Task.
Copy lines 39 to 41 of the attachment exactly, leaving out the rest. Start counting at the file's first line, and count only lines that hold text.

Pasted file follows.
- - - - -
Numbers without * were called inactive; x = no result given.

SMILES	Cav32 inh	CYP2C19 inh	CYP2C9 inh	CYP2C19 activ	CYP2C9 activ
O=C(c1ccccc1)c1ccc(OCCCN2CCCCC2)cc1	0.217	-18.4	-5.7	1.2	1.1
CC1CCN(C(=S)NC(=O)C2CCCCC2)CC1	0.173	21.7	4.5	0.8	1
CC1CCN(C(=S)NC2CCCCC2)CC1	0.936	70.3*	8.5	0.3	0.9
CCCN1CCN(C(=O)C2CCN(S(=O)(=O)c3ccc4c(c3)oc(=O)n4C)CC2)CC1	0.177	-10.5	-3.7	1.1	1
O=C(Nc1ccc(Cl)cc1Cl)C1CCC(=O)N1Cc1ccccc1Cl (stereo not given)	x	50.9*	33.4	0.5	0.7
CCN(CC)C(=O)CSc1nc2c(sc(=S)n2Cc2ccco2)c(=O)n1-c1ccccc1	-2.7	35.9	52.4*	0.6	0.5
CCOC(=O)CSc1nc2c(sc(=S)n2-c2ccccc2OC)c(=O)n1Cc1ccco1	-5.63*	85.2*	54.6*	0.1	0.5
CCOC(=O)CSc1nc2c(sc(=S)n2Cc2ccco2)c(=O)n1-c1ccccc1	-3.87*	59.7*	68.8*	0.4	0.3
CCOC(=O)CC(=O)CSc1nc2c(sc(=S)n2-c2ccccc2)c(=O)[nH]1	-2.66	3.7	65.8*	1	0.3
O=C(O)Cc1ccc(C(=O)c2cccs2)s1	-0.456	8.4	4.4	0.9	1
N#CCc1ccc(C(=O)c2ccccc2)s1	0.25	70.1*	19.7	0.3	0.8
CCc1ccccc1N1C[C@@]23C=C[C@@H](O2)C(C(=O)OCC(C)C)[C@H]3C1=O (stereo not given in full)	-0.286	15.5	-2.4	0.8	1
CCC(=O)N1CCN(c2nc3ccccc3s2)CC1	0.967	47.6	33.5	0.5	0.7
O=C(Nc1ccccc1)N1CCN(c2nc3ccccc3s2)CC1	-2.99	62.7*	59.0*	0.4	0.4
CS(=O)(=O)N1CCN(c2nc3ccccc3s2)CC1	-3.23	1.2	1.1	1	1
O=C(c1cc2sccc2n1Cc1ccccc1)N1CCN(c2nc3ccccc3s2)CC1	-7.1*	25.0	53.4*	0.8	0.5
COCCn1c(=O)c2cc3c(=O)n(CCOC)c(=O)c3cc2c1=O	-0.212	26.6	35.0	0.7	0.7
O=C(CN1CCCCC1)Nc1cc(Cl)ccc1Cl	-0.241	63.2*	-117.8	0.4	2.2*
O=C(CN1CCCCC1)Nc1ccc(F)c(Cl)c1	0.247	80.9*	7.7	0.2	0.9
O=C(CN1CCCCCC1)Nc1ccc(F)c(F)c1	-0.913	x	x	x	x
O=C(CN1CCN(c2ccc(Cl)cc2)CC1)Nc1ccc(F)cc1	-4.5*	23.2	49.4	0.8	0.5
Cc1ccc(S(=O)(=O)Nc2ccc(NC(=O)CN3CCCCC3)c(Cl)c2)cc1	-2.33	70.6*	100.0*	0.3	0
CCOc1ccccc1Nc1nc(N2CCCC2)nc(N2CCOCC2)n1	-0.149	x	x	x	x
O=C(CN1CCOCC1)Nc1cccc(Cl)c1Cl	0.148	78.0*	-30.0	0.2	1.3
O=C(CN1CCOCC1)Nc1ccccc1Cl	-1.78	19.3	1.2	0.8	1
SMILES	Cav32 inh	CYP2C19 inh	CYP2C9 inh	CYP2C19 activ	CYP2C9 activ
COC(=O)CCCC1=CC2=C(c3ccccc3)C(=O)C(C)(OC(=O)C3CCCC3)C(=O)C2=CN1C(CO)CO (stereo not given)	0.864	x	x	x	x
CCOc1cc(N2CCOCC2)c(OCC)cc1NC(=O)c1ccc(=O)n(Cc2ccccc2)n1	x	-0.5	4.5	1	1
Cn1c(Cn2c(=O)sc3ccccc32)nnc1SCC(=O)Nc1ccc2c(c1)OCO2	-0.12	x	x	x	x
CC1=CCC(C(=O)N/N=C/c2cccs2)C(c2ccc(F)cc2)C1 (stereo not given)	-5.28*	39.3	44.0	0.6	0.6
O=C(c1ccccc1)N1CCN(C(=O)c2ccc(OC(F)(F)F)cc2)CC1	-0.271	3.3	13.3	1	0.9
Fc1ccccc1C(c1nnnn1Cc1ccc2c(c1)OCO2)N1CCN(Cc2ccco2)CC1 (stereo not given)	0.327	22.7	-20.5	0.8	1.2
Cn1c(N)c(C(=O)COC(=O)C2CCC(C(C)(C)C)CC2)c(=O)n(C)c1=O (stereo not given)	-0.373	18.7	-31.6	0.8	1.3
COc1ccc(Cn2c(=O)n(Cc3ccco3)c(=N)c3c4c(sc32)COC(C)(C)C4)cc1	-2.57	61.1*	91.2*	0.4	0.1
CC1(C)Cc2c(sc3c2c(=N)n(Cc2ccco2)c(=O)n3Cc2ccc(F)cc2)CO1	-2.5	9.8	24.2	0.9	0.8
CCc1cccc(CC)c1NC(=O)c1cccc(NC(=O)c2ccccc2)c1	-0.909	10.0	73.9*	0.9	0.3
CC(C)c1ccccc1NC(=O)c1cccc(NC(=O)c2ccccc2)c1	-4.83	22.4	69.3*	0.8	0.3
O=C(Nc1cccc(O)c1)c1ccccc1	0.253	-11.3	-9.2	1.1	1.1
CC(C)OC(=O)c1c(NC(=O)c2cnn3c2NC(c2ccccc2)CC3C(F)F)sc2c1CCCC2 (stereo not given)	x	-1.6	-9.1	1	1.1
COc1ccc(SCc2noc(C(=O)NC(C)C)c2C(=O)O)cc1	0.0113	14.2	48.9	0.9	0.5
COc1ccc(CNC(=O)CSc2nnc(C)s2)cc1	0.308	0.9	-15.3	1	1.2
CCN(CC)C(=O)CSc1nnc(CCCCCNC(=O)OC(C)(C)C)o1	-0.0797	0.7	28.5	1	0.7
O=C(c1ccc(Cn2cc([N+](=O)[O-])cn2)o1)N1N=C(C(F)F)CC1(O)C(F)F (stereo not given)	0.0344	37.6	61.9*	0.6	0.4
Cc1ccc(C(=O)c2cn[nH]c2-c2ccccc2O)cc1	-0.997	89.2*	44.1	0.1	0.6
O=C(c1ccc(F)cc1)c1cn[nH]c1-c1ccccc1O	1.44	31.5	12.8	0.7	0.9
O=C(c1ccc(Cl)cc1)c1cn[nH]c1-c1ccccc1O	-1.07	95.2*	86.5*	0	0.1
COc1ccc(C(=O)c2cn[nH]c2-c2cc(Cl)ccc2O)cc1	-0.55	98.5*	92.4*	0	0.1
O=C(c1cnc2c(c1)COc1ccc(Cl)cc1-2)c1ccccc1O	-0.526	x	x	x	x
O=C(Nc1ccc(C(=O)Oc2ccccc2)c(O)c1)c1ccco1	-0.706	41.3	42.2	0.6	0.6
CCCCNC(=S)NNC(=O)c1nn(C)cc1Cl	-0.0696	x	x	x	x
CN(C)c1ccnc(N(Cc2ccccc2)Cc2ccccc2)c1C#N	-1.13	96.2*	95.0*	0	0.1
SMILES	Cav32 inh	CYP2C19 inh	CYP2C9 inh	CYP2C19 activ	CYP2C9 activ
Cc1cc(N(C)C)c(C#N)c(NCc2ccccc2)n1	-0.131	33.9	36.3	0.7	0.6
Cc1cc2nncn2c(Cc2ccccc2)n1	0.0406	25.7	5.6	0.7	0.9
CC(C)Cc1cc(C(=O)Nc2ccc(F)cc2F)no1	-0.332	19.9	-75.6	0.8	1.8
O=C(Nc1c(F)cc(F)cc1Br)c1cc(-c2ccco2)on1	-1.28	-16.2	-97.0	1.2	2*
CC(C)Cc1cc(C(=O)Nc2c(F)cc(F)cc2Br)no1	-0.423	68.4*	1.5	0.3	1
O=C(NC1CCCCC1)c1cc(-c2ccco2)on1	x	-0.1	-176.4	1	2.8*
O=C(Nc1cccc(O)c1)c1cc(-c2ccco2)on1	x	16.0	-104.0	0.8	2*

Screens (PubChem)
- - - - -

CC(C)c1ccccc1NC(=O)c1cccc(NC(=O)c2ccccc2)c1	-4.83	22.4	69.3*	0.8	0.3
O=C(Nc1cccc(O)c1)c1ccccc1	0.253	-11.3	-9.2	1.1	1.1
CC(C)OC(=O)c1c(NC(=O)c2cnn3c2NC(c2ccccc2)CC3C(F)F)sc2c1CCCC2 (stereo not given)	x	-1.6	-9.1	1	1.1